Does the election of Donald Trump entail that his policies have been validated in some way? No. His winning the election means that he did well enough, without winning the popular vote, to be first past the post. Even if he had won the popular vote, that would not in some way validate his policies. His win means that more people preferred his case to that of his opponent. It is like the result of a civil action heard by a jury. Their verdict does not say what happened in fact – it says that on the balance of probabilities (say, 51 to 49) they preferred the case of one side to that of the other side. For this purpose, the jury represents the nation, and in each case the verdict is inscrutable. We do not enquire about what passed in the jury room, and we have only the haziest notion of what went through the minds of some voters. For example, we don’t know how many people voted for Donald Trump or against his opponent, but he doubtless got a lot of votes from people who disliked both him and his policies but who disliked even more both his opponent and her policies.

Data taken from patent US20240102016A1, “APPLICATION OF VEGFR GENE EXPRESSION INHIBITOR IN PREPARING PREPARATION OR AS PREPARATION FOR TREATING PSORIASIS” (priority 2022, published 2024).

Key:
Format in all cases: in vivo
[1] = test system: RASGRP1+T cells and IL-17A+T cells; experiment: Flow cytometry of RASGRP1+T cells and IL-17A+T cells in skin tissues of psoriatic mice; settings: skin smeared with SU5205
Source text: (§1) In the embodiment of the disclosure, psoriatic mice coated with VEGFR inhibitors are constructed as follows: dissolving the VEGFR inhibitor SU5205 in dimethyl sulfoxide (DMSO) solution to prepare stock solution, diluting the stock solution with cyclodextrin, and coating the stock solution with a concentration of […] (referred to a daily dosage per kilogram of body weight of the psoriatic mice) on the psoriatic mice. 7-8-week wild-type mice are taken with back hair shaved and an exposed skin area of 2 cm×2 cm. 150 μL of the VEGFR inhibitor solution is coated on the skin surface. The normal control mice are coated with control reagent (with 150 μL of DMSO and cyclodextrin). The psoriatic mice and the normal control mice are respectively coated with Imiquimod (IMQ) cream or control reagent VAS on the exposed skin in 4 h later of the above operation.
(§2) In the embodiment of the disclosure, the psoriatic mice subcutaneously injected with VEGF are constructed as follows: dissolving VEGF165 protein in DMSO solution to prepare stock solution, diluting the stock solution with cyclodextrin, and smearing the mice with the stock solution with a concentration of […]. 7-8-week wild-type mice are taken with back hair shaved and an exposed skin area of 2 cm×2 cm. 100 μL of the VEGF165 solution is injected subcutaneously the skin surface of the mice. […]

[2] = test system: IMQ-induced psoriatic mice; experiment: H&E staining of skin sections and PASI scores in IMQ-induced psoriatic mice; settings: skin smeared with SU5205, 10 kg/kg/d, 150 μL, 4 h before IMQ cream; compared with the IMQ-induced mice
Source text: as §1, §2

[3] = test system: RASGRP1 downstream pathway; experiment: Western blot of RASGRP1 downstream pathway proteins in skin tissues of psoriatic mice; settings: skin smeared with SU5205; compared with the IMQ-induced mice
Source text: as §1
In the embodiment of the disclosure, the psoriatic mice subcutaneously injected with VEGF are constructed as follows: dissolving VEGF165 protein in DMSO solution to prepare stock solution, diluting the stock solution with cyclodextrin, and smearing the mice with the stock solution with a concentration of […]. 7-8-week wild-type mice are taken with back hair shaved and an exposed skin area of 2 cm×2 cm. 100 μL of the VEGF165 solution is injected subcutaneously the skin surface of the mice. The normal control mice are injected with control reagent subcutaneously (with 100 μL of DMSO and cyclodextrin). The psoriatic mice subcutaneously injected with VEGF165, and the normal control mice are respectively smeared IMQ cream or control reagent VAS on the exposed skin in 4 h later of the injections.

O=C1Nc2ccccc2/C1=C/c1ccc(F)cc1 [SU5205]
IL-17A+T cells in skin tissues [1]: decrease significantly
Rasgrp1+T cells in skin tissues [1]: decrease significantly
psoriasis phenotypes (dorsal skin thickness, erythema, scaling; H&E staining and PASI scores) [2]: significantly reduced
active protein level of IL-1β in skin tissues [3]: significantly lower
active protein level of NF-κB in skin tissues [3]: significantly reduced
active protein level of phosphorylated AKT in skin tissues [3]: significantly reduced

So, Trump has what is called a ‘mandate,’ which the Compact OED says is ‘the authority to carry out a policy regarded as given by the electorate to a party or candidate that wins an election.’ If he has the numbers in all the right places, he can turn his policies into law; if he does not, the mandate evaporates. The process can get muddy where there are two houses of parliament, or where the executive branch is completely separate from the legislative branch, but in any event the result of an election does not say anything about the validity or goodness of the policies of the winner. For example, the policies of Adolf Hitler were evil before he became Chancellor, and they remained evil after he became Chancellor. If anything, they were more evil, because he then had the power to implement them. But otherwise, the result of the election does not bear on the worth or validity of the policies, and it is wrong to say that people objecting to or protesting against those policies are rejecting or casting doubt on the results of the election. If you believe that abortion is morally wrong, it does not become morally right just because your side loses an election.